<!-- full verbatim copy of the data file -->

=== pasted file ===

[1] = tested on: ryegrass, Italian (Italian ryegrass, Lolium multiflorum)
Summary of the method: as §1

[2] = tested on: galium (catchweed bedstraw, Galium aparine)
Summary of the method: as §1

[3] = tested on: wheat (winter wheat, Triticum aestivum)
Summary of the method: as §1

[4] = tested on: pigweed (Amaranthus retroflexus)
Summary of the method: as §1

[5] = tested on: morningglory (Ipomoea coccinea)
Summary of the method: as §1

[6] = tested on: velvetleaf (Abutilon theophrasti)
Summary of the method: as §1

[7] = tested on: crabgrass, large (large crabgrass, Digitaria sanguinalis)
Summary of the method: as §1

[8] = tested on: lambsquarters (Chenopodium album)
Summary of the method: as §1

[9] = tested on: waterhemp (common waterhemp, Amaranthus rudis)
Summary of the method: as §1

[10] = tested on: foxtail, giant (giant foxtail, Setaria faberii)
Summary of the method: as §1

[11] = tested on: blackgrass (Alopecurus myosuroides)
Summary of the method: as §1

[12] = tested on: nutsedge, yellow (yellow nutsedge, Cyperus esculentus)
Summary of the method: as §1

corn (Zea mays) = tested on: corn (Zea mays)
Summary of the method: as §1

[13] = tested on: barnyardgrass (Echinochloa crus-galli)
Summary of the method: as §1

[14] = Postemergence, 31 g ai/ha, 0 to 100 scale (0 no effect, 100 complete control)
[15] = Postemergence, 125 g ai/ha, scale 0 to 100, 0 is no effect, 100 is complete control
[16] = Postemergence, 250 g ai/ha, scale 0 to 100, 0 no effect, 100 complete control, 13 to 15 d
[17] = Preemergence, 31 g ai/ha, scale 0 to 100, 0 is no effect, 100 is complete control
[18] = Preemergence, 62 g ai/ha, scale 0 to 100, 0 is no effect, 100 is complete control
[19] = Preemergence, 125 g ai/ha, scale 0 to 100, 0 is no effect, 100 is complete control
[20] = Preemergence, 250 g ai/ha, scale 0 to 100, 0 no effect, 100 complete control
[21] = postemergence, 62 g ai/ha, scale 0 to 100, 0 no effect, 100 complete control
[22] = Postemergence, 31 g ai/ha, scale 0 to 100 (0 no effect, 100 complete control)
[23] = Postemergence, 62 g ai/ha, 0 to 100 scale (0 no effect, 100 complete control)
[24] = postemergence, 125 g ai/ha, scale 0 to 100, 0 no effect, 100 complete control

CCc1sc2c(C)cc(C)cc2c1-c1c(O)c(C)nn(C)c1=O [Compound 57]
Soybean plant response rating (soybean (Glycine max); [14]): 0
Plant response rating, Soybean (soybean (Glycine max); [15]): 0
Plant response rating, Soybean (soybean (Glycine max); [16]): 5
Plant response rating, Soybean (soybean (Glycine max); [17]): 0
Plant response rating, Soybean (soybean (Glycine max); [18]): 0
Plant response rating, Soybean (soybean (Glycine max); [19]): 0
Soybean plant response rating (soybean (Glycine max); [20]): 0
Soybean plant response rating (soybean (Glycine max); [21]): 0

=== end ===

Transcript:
[1] = tested on: ryegrass, Italian (Italian ryegrass, Lolium multiflorum)
Summary of the method: as §1

[2] = tested on: galium (catchweed bedstraw, Galium aparine)
Summary of the method: as §1

[3] = tested on: wheat (winter wheat, Triticum aestivum)
Summary of the method: as §1

[4] = tested on: pigweed (Amaranthus retroflexus)
Summary of the method: as §1

[5] = tested on: morningglory (Ipomoea coccinea)
Summary of the method: as §1

[6] = tested on: velvetleaf (Abutilon theophrasti)
Summary of the method: as §1

[7] = tested on: crabgrass, large (large crabgrass, Digitaria sanguinalis)
Summary of the method: as §1

[8] = tested on: lambsquarters (Chenopodium album)
Summary of the method: as §1

[9] = tested on: waterhemp (common waterhemp, Amaranthus rudis)
Summary of the method: as §1

[10] = tested on: foxtail, giant (giant foxtail, Setaria faberii)
Summary of the method: as §1

[11] = tested on: blackgrass (Alopecurus myosuroides)
Summary of the method: as §1

[12] = tested on: nutsedge, yellow (yellow nutsedge, Cyperus esculentus)
Summary of the method: as §1

corn (Zea mays) = tested on: corn (Zea mays)
Summary of the method: as §1

[13] = tested on: barnyardgrass (Echinochloa crus-galli)
Summary of the method: as §1

[14] = Postemergence, 31 g ai/ha, 0 to 100 scale (0 no effect, 100 complete control)
[15] = Postemergence, 125 g ai/ha, scale 0 to 100, 0 is no effect, 100 is complete control
[16] = Postemergence, 250 g ai/ha, scale 0 to 100, 0 no effect, 100 complete control, 13 to 15 d
[17] = Preemergence, 31 g ai/ha, scale 0 to 100, 0 is no effect, 100 is complete control
[18] = Preemergence, 62 g ai/ha, scale 0 to 100, 0 is no effect, 100 is complete control
[19] = Preemergence, 125 g ai/ha, scale 0 to 100, 0 is no effect, 100 is complete control
[20] = Preemergence, 250 g ai/ha, scale 0 to 100, 0 no effect, 100 complete control
[21] = postemergence, 62 g ai/ha, scale 0 to 100, 0 no effect, 100 complete control
[22] = Postemergence, 31 g ai/ha, scale 0 to 100 (0 no effect, 100 complete control)
[23] = Postemergence, 62 g ai/ha, 0 to 100 scale (0 no effect, 100 complete control)
[24] = postemergence, 125 g ai/ha, scale 0 to 100, 0 no effect, 100 complete control

CCc1sc2c(C)cc(C)cc2c1-c1c(O)c(C)nn(C)c1=O [Compound 57]
Soybean plant response rating (soybean (Glycine max); [14]): 0
Plant response rating, Soybean (soybean (Glycine max); [15]): 0
Plant response rating, Soybean (soybean (Glycine max); [16]): 5
Plant response rating, Soybean (soybean (Glycine max); [17]): 0
Plant response rating, Soybean (soybean (Glycine max); [18]): 0
Plant response rating, Soybean (soybean (Glycine max); [19]): 0
Soybean plant response rating (soybean (Glycine max); [20]): 0
Soybean plant response rating (soybean (Glycine max); [21]): 0